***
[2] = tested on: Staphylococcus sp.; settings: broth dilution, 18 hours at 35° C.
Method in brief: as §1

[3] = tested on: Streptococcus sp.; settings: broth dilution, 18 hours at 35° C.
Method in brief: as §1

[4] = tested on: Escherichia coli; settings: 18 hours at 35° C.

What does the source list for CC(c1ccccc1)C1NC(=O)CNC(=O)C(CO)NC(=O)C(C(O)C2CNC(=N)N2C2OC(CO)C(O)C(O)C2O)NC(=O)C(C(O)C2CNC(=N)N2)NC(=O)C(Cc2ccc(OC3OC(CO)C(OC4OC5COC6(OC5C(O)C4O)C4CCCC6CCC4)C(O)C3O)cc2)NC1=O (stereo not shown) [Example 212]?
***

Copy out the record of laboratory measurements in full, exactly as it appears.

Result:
[2] = tested on: Staphylococcus sp.; settings: broth dilution, 18 hours at 35° C.
Method in brief: as §1

[3] = tested on: Streptococcus sp.; settings: broth dilution, 18 hours at 35° C.
Method in brief: as §1

[4] = tested on: Escherichia coli; settings: 18 hours at 35° C.

What does the source list for CC(c1ccccc1)C1NC(=O)CNC(=O)C(CO)NC(=O)C(C(O)C2CNC(=N)N2C2OC(CO)C(O)C(O)C2O)NC(=O)C(C(O)C2CNC(=N)N2)NC(=O)C(Cc2ccc(OC3OC(CO)C(OC4OC5COC6(OC5C(O)C4O)C4CCCC6CCC4)C(O)C3O)cc2)NC1=O (stereo not shown) [Example 212]?